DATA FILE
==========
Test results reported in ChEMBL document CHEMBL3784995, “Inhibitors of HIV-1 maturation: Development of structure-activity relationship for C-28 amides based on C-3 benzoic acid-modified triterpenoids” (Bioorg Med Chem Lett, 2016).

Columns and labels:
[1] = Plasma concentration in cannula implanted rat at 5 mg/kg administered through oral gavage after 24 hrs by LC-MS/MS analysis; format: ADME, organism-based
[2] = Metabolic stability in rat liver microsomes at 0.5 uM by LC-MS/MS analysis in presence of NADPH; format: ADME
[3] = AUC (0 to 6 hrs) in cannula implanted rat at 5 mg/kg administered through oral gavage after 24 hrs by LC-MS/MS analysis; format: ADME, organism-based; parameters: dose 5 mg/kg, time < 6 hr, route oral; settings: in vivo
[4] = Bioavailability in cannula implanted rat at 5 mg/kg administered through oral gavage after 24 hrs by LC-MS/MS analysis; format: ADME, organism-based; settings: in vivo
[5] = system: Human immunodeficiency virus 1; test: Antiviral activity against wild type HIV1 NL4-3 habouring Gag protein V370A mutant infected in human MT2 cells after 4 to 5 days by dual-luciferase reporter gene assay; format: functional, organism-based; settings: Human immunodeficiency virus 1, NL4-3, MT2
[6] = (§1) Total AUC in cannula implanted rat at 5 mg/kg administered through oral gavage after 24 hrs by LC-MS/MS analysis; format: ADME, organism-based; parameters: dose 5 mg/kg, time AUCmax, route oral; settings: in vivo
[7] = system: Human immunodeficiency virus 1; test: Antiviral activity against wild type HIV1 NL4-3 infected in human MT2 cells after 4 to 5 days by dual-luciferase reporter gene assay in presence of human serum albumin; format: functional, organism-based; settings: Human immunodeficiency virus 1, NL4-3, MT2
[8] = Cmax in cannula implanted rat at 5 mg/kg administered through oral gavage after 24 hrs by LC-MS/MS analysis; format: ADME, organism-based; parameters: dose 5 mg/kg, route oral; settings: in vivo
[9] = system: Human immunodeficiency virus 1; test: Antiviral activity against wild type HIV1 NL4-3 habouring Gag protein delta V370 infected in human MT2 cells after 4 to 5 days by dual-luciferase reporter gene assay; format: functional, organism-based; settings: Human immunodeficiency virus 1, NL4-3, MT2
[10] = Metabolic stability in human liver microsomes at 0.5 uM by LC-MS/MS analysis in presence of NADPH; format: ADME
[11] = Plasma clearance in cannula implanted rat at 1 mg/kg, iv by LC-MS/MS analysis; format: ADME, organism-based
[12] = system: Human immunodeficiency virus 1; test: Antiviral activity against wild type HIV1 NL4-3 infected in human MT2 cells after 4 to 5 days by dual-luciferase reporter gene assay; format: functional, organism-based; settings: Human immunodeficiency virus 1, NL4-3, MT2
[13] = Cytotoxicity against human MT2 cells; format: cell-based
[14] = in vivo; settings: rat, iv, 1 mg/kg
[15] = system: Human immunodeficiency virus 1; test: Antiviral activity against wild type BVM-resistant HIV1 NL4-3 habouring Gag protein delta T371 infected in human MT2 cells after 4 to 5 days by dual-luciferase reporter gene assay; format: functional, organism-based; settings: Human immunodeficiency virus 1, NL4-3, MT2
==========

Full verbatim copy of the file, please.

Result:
Test results reported in ChEMBL document CHEMBL3784995, “Inhibitors of HIV-1 maturation: Development of structure-activity relationship for C-28 amides based on C-3 benzoic acid-modified triterpenoids” (Bioorg Med Chem Lett, 2016).

Columns and labels:
[1] = Plasma concentration in cannula implanted rat at 5 mg/kg administered through oral gavage after 24 hrs by LC-MS/MS analysis; format: ADME, organism-based
[2] = Metabolic stability in rat liver microsomes at 0.5 uM by LC-MS/MS analysis in presence of NADPH; format: ADME
[3] = AUC (0 to 6 hrs) in cannula implanted rat at 5 mg/kg administered through oral gavage after 24 hrs by LC-MS/MS analysis; format: ADME, organism-based; parameters: dose 5 mg/kg, time < 6 hr, route oral; settings: in vivo
[4] = Bioavailability in cannula implanted rat at 5 mg/kg administered through oral gavage after 24 hrs by LC-MS/MS analysis; format: ADME, organism-based; settings: in vivo
[5] = system: Human immunodeficiency virus 1; test: Antiviral activity against wild type HIV1 NL4-3 habouring Gag protein V370A mutant infected in human MT2 cells after 4 to 5 days by dual-luciferase reporter gene assay; format: functional, organism-based; settings: Human immunodeficiency virus 1, NL4-3, MT2
[6] = (§1) Total AUC in cannula implanted rat at 5 mg/kg administered through oral gavage after 24 hrs by LC-MS/MS analysis; format: ADME, organism-based; parameters: dose 5 mg/kg, time AUCmax, route oral; settings: in vivo
[7] = system: Human immunodeficiency virus 1; test: Antiviral activity against wild type HIV1 NL4-3 infected in human MT2 cells after 4 to 5 days by dual-luciferase reporter gene assay in presence of human serum albumin; format: functional, organism-based; settings: Human immunodeficiency virus 1, NL4-3, MT2
[8] = Cmax in cannula implanted rat at 5 mg/kg administered through oral gavage after 24 hrs by LC-MS/MS analysis; format: ADME, organism-based; parameters: dose 5 mg/kg, route oral; settings: in vivo
[9] = system: Human immunodeficiency virus 1; test: Antiviral activity against wild type HIV1 NL4-3 habouring Gag protein delta V370 infected in human MT2 cells after 4 to 5 days by dual-luciferase reporter gene assay; format: functional, organism-based; settings: Human immunodeficiency virus 1, NL4-3, MT2
[10] = Metabolic stability in human liver microsomes at 0.5 uM by LC-MS/MS analysis in presence of NADPH; format: ADME
[11] = Plasma clearance in cannula implanted rat at 1 mg/kg, iv by LC-MS/MS analysis; format: ADME, organism-based
[12] = system: Human immunodeficiency virus 1; test: Antiviral activity against wild type HIV1 NL4-3 infected in human MT2 cells after 4 to 5 days by dual-luciferase reporter gene assay; format: functional, organism-based; settings: Human immunodeficiency virus 1, NL4-3, MT2
[13] = Cytotoxicity against human MT2 cells; format: cell-based
[14] = in vivo; settings: rat, iv, 1 mg/kg
[15] = system: Human immunodeficiency virus 1; test: Antiviral activity against wild type BVM-resistant HIV1 NL4-3 habouring Gag protein delta T371 infected in human MT2 cells after 4 to 5 days by dual-luciferase reporter gene assay; format: functional, organism-based; settings: Human immunodeficiency virus 1, NL4-3, MT2